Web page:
Commercialism Causes Fireworks
The Summit encompassed much more than pitching, however. Other sessions focused on everything from demystifying ratings, to global merchandising, to piecing together financing, to a behind the scenes of the making of . The debate format of a few of the sessions seemed to spark the most interest. To me, the most interesting seminars were those that shook things up a bit, says Perez. Usually everyone is so polite.
Indeed, at the several sessions that touched on the impact of commercialism on kids, there were the occasional fireworks. At the opening session, Al Kahn, chairman/ceo of 4Kids Entertainment and, on Thursday night, the third inductee into the Kidscreen Hall of Fame, didnt apologize for his companys focus on merchandising. Were a country that has thrived because of capitalism, he said. Merchandise is the lifeblood of our business. Just like a barstool needs more than one leg to hold it up, a successful childrens television program needs more than an airing once a week or even once a day. We develop play patterns first and foremost. Then he quipped, Is the FCC in the room?
In the session entitled, Kids and Commercialism, on one side were the presidents of two childrens marketing companies, Paul Kurnit (Kidshop) and Christopher McKee (Gepetto Group). On the other side were the authors of two different books decrying the commercialization of childhood. The participation of Susan Linn, author of Consuming Kids: The Hostile Takeover of Childhood and the associate director of the Media Center at Judge Baker Childrens Center, was particularly ironic. In past years the Media Center has picketed the summit to protest the commercialization of marketing to kids.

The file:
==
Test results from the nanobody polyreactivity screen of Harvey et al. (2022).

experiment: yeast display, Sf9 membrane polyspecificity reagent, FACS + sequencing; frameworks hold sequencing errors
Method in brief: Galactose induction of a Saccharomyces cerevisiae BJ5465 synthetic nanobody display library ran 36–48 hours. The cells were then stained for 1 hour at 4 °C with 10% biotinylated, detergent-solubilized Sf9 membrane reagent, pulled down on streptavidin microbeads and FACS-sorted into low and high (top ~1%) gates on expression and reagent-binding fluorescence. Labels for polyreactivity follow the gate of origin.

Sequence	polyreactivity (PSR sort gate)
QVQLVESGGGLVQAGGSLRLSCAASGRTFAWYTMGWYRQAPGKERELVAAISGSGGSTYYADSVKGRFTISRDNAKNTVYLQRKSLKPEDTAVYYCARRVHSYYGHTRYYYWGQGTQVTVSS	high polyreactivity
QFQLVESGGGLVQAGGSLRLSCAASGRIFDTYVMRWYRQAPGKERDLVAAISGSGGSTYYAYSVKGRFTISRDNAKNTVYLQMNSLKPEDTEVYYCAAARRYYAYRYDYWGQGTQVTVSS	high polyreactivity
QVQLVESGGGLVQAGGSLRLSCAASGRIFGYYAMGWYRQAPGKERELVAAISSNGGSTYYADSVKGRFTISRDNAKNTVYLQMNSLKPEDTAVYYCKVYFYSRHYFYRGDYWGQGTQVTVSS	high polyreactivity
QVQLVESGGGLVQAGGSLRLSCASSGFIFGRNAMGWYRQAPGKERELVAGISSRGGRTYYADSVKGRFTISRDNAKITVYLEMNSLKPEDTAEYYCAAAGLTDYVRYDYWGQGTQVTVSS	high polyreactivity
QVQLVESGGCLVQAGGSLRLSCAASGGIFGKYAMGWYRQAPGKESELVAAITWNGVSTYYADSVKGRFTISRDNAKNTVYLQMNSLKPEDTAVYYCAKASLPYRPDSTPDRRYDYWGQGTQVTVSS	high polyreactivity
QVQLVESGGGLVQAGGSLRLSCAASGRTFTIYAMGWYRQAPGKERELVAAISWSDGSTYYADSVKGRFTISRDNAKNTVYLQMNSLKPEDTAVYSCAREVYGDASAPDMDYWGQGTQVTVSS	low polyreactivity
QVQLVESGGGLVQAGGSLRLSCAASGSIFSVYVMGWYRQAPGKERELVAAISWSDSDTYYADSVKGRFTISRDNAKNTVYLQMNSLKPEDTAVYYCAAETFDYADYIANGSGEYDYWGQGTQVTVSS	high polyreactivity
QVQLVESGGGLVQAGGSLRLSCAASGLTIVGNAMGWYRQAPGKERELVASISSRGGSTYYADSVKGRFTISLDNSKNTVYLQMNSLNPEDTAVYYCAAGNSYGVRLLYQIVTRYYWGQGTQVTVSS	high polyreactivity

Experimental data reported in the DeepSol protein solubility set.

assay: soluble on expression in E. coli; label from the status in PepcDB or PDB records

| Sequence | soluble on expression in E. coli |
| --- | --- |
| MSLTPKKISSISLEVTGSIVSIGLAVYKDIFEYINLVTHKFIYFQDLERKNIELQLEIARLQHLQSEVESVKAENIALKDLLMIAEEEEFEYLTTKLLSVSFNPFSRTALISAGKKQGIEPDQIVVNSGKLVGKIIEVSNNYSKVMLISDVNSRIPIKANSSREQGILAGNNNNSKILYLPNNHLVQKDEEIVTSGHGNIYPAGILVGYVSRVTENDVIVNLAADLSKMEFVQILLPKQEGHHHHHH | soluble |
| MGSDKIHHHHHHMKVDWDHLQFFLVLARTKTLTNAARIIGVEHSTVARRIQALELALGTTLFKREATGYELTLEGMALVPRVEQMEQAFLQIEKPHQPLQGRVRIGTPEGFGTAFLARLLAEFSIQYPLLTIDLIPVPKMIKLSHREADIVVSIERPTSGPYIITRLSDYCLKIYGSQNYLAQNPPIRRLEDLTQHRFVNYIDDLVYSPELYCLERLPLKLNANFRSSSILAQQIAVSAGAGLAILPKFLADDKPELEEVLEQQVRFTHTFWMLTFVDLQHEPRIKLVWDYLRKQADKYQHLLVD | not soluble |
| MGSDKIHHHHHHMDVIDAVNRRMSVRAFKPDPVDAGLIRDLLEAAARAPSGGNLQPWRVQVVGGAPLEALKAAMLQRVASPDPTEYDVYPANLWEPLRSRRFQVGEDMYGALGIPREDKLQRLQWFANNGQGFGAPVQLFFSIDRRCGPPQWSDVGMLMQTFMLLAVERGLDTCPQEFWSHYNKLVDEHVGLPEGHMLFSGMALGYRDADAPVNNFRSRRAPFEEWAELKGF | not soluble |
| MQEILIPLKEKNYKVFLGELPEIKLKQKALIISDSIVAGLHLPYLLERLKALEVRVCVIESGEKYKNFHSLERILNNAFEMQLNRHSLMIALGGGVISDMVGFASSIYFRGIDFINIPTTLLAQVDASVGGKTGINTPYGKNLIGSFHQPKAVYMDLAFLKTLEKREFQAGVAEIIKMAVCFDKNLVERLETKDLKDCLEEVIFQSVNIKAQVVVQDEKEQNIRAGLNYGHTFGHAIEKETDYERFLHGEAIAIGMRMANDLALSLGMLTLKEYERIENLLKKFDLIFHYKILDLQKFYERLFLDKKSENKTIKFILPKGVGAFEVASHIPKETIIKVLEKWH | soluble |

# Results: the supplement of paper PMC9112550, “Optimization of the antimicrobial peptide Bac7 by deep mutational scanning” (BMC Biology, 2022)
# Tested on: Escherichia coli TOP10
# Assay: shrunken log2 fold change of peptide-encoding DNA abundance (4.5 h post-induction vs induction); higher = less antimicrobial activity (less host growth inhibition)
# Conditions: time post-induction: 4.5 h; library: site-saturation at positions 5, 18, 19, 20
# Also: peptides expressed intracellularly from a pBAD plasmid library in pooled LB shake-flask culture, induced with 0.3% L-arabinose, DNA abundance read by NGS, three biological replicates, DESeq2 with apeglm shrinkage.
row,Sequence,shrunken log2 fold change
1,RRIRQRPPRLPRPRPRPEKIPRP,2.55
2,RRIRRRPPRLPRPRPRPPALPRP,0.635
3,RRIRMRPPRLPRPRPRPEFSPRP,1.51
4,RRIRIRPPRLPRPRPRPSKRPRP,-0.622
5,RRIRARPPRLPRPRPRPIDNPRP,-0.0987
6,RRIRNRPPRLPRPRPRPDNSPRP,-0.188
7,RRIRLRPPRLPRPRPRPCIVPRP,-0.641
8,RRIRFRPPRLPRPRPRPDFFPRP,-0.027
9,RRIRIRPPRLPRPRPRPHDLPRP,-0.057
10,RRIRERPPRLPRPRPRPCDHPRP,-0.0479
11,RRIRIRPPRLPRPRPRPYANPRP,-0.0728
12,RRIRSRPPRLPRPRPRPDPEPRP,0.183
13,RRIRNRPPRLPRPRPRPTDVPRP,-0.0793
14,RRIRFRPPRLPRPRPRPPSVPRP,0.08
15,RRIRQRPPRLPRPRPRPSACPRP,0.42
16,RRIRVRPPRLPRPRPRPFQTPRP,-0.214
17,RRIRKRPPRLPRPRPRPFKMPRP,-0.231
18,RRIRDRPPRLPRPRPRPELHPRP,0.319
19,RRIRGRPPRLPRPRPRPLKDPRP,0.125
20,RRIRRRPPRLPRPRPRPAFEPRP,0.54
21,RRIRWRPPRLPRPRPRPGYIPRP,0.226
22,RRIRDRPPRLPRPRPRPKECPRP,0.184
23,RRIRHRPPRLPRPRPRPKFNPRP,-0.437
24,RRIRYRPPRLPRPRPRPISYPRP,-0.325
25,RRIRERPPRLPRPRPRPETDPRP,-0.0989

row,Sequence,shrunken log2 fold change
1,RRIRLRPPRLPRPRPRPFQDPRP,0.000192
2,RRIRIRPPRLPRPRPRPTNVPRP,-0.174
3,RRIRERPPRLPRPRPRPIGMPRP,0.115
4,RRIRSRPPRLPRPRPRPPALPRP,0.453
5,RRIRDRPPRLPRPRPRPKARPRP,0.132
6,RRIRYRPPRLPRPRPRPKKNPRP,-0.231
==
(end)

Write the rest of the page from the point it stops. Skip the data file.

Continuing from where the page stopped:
McKee complained that anti-commercialism has gone to far, and that it, ran the risk of sucking the fun out of kids lives. Linn was appalled at the advertising onslaught on even the youngest of children. The best-selling macaroni and cheese has SpongeBob SquarePants on the box, she said. Ronald McDonald is going into schools to teach literacy and promote exercise. They say Ronald McDonald doesnt produce junk food. Give me a break.
Many of the seminars offered practical advice. At the seminar entitled Evaluating the Production Budget, longtime childrens television producer Theresa Plummer-Andrews, now managing director of the U.K. company, Plum Trees TV Ltd., talked about everything from completion bond and errors and omission insurance, to bribing the Sri Lanka Army.
Rick Siggelkow, vp at the childrens division of BBC Worldwide Americas, pointed out that while it is important to keep to budgets, it is more important to create good programs. No one ever got credit for bringing a flop under budget, he noted.
The summit began with six leaders in childrens television and merchandising reviewing the past year and trends for the coming year. Kahn mentioned new distribution channels, including I-Tunes, web streaming, video-on-demand and cell phones. Judy Willis, svp of business affairs at Mattel, said she considered the multitasking phenomenon as a threat to the traditional linear television program, since children in their own bedrooms now simultaneously watch television, do their homework, instant message their friends and browse the Web. Multitasking is a scary thing, and we havent really decided what to do about it, agreed Michael Carrington, the head of BBC Children.